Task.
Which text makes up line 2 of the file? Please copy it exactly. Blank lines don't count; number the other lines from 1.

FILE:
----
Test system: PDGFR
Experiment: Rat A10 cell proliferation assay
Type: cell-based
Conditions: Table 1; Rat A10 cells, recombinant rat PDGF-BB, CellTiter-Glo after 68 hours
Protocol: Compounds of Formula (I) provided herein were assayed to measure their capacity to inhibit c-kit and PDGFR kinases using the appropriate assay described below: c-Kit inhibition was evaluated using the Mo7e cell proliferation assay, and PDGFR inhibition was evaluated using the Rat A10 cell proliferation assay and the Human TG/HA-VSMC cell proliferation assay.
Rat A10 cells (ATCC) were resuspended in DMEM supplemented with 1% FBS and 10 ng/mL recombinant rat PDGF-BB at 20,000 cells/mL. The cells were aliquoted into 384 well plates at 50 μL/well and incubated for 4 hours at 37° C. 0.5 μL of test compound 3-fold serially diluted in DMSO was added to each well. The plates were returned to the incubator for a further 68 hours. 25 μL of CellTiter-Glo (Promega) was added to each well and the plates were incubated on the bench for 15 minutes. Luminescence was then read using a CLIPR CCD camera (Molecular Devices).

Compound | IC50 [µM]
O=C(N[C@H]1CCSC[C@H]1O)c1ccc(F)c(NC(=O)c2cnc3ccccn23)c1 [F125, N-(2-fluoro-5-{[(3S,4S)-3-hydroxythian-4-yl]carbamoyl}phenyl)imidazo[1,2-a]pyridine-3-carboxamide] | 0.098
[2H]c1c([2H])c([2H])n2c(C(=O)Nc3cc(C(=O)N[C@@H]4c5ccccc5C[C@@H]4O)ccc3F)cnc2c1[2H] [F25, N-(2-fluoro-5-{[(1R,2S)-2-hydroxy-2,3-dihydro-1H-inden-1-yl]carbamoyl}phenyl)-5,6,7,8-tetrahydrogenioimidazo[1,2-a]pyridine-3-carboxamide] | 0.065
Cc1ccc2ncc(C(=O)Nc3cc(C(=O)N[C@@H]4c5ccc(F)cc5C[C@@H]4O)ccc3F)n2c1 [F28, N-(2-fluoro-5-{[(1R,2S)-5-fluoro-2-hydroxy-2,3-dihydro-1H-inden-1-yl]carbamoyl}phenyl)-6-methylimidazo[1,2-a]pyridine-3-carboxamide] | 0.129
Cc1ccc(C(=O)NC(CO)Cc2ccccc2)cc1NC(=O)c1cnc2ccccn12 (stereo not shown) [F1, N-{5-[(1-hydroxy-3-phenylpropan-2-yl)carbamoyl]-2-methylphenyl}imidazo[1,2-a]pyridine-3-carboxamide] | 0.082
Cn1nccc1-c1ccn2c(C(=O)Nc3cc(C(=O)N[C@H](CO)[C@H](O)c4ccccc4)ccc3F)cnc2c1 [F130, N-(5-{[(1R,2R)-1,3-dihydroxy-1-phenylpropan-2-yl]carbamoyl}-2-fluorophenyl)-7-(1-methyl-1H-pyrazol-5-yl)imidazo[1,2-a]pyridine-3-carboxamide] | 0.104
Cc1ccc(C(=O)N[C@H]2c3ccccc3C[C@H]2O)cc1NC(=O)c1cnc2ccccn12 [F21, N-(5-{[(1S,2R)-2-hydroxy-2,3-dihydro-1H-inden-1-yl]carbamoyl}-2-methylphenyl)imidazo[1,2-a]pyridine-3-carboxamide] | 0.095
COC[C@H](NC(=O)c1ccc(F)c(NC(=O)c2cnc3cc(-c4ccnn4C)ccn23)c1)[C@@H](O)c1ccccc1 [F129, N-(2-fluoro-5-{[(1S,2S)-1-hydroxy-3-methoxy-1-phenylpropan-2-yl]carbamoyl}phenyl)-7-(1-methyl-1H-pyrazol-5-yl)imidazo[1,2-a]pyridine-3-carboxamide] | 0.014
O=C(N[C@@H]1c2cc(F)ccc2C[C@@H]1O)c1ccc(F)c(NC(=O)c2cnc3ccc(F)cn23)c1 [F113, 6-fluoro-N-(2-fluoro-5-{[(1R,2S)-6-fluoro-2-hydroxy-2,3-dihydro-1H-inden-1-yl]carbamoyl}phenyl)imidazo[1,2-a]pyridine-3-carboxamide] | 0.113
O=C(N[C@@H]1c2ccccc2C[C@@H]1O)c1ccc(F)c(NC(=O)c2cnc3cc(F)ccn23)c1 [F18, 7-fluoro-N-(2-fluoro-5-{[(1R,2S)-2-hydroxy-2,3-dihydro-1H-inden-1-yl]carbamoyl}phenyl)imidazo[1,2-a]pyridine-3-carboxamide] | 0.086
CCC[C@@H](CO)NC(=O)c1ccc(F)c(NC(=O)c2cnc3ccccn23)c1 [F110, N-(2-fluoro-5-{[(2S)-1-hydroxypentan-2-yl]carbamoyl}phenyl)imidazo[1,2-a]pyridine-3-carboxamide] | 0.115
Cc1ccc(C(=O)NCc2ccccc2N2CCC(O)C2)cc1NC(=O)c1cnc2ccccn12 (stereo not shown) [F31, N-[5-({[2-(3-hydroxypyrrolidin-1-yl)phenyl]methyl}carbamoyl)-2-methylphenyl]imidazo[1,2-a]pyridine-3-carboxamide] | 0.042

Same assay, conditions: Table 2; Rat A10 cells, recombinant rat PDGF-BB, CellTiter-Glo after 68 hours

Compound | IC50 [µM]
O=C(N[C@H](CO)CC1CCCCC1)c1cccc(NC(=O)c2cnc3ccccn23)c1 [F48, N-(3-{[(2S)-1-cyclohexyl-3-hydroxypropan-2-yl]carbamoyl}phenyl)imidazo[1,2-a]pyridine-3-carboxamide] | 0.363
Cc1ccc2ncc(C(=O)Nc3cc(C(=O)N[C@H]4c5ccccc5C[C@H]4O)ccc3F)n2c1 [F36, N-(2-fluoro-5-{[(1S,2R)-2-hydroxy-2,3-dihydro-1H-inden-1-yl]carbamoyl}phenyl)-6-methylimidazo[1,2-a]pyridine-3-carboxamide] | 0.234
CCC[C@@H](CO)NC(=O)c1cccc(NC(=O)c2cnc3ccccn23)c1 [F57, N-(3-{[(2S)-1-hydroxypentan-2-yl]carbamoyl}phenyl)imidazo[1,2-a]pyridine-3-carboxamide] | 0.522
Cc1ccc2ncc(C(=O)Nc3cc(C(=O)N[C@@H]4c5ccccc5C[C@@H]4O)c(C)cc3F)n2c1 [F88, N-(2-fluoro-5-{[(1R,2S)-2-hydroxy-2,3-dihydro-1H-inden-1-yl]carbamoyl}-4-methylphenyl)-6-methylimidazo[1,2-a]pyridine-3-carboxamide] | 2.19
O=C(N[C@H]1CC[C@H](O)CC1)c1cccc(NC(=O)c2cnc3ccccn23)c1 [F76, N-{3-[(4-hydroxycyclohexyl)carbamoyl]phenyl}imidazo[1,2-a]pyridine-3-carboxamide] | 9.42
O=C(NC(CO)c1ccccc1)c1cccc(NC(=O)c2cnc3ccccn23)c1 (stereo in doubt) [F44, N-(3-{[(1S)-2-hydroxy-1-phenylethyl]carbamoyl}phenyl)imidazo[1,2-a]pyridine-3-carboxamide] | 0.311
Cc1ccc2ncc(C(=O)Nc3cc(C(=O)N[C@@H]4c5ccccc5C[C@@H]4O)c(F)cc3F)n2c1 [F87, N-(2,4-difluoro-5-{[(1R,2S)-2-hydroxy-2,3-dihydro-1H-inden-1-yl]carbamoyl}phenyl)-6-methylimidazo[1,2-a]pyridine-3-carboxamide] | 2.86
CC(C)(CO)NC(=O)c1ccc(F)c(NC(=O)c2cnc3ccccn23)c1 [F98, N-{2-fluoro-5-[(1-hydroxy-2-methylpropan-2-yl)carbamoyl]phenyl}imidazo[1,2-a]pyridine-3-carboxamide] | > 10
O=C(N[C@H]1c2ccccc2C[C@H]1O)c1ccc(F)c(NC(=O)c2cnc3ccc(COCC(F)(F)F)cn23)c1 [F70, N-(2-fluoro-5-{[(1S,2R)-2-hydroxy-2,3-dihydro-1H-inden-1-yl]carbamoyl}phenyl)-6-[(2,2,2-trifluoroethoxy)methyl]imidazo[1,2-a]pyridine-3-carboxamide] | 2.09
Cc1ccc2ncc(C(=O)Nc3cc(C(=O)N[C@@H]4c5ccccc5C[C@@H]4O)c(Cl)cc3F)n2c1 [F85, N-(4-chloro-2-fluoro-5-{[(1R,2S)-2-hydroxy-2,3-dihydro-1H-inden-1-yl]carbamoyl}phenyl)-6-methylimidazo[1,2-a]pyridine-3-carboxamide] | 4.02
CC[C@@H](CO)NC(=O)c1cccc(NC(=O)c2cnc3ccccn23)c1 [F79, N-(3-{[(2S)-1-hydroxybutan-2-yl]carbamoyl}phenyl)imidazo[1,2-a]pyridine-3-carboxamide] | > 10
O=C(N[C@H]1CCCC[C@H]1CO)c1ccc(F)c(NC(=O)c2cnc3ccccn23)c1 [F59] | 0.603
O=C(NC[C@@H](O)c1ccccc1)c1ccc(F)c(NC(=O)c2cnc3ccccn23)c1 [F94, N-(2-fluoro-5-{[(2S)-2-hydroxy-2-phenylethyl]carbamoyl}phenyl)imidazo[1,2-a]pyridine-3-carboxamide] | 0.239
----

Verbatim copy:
Experiment: Rat A10 cell proliferation assay